In just five years, Majors Cathryn and Mark Williamson have made a name for themselves across three different communities, started projects which became implemented nation wide and made friends they will never forget.
But now, they must bid a fond farewell to Cowra.
The Salvation Army officers, who have worked across Cowra, Canowindra and Grenfell, will mark their last day with a farewell on Easter Monday on April 13.
"We're disappointed that we're leaving, we're going to miss Cowra but that's what we signed up for," Cathryn said.
"When the Salvation Army says "you are appointed to somewhere else", then we need to follow that and we need to go."
And Cowra's loss will be Grafton's gain.
"We're off to Grafton, but we'll also be responsible for Maclean and we need to be there by April 20," Cathryn said.
"So we need to pack our house up and we need to do our goodbyes and we need to get to Grafton."
Cathryn said she has come to love living in a rural community like Cowra.
"If you had of asked me even 15 years ago, would I enjoy living in the country? I would have said no, but we've loved living in Cowra," she said.
"It's a very friendly community that we've got fairly involved in and we are fairly visible in the community, so lots of people know us and we have lots of great conversations wherever we are, in the supermarket, down the street, in the pubs and clubs of a Friday night... in the markets and the cake stalls at Bunnings."
Cathryn said Cowra provided them the opportunity to begin a number of projects, get involved with the community and further their skills.
"The Kids in the Kitchen program started here at Cowra and its now gone across Australia, same with our LEGO Church, connecting people with each other and with God through the church," she said.
"I think there's so much that we've done in five years that it is hard to pinpoint one thing, to have close on 150 kids through the kids cooking program, that's only been three and a bit years, I've launched three recipe books and raised just on $50,000 for projects.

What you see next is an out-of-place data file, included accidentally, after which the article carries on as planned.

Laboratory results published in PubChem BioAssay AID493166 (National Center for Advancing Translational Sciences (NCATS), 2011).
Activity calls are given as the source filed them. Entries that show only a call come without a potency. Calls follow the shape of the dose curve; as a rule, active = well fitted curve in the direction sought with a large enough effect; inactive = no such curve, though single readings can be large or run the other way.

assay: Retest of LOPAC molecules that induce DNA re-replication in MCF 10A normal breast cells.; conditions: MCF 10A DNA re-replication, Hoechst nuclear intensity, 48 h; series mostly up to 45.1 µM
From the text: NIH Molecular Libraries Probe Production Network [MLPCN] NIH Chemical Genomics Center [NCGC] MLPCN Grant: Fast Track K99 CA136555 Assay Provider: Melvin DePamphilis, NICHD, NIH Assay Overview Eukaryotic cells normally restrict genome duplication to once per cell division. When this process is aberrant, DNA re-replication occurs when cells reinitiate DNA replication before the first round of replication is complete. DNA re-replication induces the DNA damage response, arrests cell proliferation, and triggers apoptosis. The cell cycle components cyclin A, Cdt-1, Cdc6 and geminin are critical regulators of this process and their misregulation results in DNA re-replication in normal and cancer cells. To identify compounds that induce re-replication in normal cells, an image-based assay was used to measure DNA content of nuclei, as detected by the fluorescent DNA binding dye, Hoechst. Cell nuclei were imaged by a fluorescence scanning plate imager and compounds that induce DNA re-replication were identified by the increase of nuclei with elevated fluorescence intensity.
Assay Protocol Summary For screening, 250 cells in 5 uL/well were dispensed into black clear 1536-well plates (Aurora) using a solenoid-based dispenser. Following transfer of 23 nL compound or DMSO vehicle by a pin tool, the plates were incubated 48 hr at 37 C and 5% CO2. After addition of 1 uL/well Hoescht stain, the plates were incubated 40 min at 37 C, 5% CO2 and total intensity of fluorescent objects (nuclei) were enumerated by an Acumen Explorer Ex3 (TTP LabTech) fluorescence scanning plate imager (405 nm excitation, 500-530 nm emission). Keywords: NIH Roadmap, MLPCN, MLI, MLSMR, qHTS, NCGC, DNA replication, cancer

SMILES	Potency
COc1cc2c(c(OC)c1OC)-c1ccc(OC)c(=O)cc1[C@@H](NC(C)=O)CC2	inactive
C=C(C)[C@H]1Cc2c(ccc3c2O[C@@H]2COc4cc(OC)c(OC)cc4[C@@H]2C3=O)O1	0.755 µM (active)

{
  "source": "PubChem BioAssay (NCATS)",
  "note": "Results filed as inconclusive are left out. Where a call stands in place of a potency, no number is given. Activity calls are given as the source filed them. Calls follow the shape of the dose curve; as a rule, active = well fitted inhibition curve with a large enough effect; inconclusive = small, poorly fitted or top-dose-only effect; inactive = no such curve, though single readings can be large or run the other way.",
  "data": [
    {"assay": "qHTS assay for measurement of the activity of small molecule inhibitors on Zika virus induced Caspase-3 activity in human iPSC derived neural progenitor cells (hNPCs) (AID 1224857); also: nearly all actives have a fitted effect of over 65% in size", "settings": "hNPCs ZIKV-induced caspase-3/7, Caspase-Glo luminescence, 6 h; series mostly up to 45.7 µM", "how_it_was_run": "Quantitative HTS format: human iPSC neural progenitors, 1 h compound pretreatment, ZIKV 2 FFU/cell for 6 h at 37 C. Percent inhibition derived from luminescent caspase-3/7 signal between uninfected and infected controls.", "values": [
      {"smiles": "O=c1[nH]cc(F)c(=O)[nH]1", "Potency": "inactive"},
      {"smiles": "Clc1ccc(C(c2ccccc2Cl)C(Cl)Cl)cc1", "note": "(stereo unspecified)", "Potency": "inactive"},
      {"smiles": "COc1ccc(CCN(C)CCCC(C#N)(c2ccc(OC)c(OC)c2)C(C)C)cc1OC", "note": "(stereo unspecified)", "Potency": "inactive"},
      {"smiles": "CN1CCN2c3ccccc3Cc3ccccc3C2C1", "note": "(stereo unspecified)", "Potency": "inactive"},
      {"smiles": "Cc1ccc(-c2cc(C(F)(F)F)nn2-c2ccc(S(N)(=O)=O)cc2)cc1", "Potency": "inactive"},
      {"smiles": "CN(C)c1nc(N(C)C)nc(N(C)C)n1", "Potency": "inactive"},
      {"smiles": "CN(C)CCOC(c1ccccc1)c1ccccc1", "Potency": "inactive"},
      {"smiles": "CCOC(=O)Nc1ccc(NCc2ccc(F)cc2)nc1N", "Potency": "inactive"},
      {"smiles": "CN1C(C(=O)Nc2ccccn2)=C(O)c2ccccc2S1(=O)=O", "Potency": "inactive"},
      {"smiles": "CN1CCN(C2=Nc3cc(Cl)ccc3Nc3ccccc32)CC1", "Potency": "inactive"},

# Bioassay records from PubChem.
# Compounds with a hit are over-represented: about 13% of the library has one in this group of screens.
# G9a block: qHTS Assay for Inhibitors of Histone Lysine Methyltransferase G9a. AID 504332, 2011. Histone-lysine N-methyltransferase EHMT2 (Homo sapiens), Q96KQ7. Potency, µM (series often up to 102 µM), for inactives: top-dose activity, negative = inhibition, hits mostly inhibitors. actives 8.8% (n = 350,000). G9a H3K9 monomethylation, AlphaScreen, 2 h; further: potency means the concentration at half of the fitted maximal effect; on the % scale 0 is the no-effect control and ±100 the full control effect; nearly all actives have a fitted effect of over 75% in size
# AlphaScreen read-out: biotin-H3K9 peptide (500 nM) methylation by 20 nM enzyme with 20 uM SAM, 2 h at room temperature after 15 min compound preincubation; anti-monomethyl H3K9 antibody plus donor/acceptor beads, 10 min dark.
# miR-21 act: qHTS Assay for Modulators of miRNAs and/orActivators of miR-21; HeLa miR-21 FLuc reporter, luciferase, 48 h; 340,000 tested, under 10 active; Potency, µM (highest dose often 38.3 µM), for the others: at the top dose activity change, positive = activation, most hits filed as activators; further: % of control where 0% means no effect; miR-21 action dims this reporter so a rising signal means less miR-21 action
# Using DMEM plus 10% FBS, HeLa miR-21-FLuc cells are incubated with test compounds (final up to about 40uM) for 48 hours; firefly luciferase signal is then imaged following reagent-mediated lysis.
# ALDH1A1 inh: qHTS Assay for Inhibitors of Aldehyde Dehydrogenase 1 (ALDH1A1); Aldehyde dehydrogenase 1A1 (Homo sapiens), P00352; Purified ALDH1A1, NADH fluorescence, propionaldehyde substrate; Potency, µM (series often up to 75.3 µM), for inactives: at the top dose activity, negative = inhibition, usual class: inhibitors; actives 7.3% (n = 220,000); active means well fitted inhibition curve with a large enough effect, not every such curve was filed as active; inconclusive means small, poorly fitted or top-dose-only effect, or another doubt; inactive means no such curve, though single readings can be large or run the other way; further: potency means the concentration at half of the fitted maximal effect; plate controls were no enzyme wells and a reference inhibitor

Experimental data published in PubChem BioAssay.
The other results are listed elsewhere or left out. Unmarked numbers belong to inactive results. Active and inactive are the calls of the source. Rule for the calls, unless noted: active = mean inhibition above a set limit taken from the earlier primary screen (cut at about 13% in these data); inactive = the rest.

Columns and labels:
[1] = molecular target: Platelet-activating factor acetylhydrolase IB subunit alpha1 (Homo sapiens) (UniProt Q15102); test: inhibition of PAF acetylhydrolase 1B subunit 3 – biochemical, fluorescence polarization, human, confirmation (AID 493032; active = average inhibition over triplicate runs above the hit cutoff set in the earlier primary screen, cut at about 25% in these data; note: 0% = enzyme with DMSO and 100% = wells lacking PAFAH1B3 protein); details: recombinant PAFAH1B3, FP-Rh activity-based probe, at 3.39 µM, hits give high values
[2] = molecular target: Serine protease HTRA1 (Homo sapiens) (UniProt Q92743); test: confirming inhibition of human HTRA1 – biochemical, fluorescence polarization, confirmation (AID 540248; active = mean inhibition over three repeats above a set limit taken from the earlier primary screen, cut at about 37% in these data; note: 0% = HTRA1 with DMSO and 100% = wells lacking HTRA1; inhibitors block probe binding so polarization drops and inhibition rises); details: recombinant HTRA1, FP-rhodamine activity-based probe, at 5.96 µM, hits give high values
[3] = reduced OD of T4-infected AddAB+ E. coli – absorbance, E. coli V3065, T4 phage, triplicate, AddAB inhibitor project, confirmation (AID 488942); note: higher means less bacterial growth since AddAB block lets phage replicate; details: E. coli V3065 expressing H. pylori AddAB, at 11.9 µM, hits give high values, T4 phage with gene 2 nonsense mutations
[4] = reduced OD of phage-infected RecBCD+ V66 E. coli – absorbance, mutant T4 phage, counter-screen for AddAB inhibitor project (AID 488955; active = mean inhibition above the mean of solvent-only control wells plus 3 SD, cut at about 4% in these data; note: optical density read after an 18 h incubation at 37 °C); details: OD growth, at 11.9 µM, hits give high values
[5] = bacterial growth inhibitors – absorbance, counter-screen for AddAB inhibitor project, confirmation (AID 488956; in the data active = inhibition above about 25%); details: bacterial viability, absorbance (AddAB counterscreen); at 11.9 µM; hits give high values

"We've appreciated everything that we've been able to do in a smaller community and I do love living in the country."
Cathryn also said Mark enjoyed his time as Chaplain at Moyne Aged Care Residence in Canowindra.
"Mark was appointed to Moyne as the Chaplain, and he's loved that, he's loved interacting with the older people and being able to support them emotionally and spiritually, and their families and also the staff out there," she said.
"He's become the Salvation Army presence in that small community."
The community of Grenfell has also benefited from the work of Cathryn in the last 12 months, after their Salvation Army was under threat of closure.
"There was danger that the Salvation Army was going to close at Grenfell if there wasn't anyone able to look after the running of that," she said.
"Joanne [Noble} from our Family Store has taken on managing the Family Store out there as well, which is good because that means, even though we go, there's some continuity in that kind of management."
Cathryn thanked the Cowra community for their continued support.
"Thank you so much for your support, thank you for embracing me," she said.
"I came as the Salvos Officer to town and five years ago, nobody knew me but now I leave with friends and lots of connections in town.
"It's going to be difficult just to move nine hours away and leave that behind but I take with me lots and lots of memories."
The Williamsons are planning on holding a "drop in" farewell on Easter Monday, April 13 at the Salvation Army Hall, should current restrictions on gatherings allow.
People are encouraged to drop in between 10am and 2pm and finger food will be available.